Mad, mad respect for one thing: his principles. He walks, and has always walked, the walk. He's totally fearless, unafraid to make his often scathing views known, taking his music in surprising and unexpected directions (baffling at times), the definition of a true artist. He pulled out the PONO thing, which underscores his passion for truth, as in truth in the recordings, the best fidelity possible or whatever (I don't have it).

    He's a curmudgeon backed-up with sincere conviction and immense talent. His voice, love it or not, is part of the tapestry of classic rock music. I'm grateful he is still here with us today.

  8. #58
    Member Vic333's Avatar
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    His 70's output was really quite good. I really like "Neil Young", "Everybody Knows...", "After the Gold Rush", "Rust Never Sleeps".

    In the 80's ... eh, I've heard most of it, and really don't like it. He came back big in 1990 with "Ragged Glory" and Harvest Moon". Great records. After that, most of his output really started sounding very ... same-ish? Lazily written? Just not the same as when he's on top of this game. Still respect the guy. And I love his guitar playing/tone. Just on the verge of distorting beyond recognition. Nice.

  9. #59
    Love your stories, Kerry! I wish I could waltz into a club like the Baked Potato and hear some cool shit, but I live in the wrong town!

  10. #60
    Jefferson James
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    Quote Originally Posted by Reid View Post
    Love your stories, Kerry! I wish I could waltz into a club like the Baked Potato and hear some cool shit, but I live in the wrong town!
    Aw, thanks man. I can't waltz, so maybe I'm the one living in the wrong town.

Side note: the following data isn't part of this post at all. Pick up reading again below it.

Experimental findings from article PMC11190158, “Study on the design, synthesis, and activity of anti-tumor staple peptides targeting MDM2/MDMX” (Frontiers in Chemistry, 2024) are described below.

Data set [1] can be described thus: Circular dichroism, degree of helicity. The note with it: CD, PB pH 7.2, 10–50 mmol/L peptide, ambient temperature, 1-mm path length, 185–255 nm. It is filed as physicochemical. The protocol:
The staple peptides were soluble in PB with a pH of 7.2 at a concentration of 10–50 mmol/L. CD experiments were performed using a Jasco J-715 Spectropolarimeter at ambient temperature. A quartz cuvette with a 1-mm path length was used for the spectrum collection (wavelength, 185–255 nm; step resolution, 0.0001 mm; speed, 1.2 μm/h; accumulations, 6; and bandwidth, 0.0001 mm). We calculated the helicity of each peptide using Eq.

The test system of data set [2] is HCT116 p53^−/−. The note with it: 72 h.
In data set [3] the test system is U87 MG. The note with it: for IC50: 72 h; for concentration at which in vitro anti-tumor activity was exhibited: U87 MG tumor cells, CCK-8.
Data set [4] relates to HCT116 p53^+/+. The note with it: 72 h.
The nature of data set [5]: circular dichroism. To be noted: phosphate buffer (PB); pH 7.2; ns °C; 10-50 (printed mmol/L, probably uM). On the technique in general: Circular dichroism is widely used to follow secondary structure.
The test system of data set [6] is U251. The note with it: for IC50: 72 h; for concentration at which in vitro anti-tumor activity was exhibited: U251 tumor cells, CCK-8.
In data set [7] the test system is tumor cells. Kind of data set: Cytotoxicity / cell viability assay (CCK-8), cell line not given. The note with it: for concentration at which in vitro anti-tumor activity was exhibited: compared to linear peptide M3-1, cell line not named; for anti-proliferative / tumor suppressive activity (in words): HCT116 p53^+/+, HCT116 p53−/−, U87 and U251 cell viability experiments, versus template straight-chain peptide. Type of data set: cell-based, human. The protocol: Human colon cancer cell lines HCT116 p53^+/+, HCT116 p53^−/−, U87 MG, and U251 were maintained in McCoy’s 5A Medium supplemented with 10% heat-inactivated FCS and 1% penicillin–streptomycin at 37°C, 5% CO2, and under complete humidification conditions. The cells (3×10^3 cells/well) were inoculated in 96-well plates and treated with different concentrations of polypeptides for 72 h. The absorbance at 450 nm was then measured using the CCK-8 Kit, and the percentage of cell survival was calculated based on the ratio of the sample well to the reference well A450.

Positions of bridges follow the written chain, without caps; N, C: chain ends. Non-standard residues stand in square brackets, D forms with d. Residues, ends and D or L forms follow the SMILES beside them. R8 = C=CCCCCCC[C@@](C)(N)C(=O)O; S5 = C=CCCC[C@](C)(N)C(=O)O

11. #61
    Quote Originally Posted by Ten Thumbs View Post
    There's a vitality in him that I connect with, the emotion in his delivery of words and music, call it 'feel', and I have my own organic response to that 'feel'. I think he writes and records more from a personal in his soul perspective than a prog band that records for artistry or with an artistic statement in mind. He can put the gloss on his songs when he wants ( Harvest, Harvest Moon, Prairie Wind, CSNY stuff), but for him it's more about immediacy and feel (On the Beach, Freedom, Sleeps With Angels). He can play his music live as a solo or in many different band configurations ( I've seen solo, CSNY, Crazy Horse (jam band), International Harvesters (country), Shocking Pinks (which was both 50s rock and his electronic Trans stuff), Booker T and MGs, Promise of the Real ( Willie Nelson's son's band) and others;
    This says everything I would have said. There is some combination of his voice, his words and the music that is totally genuine, almost always appealing and musically really catchy and memorable. He's had plenty of misfires (who wouldn't over a catalog of that size and span of years?) but even on those there's always some keepers, IMO. IMO, he has about a dozen great albums and they span four decades. That's more than just about any other artist I can think of. Of the artists I follow with really large catalogs, I put him in the highest tier.

  12. #62
    Quote Originally Posted by KerryKompost View Post
    Aw, thanks man. I can't waltz, so maybe I'm the one living in the wrong town.
    I bet you dance pretty funny after eating those mushrooms!

  13. #63
    Member Vic2012's Avatar
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    I bought Decade last year. I made a CDr comp of it. I play it often. I bought it because I wanted a compilation that had "Ohio" and "Mr. Soul." I love almost all of the album. The only other thing I is "Weld" which is just killer. Every track kicks.

  14. #64
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    Quote Originally Posted by Trane View Post
    If I have to keep on album of Neil, I'd say Live Rust (though I'll take Rust Never Sleeps - the movie - instead)

    But there are a fair bit of studio albums that deserves plenty attention, IMHO
    Nowhere
    On The Beach
    Zuma
    Rust Never Sleeps
    Ragged Glory
    Psychedelic Pill

    )
    Completely forgot about Psychedelic Pill when I responded before. Another really strong album that I own.

  15. #65
    Quote Originally Posted by Dave (in MA) View Post


    I feel sorry for people who can't get into playing like this.
    Damn what a lousy guitarist! hahahaha I understand, some people come at it differently, they appreciate technically proficient fret masters. Unfortunately, that criteria eliminates plenty of guitarists I would go watch any time.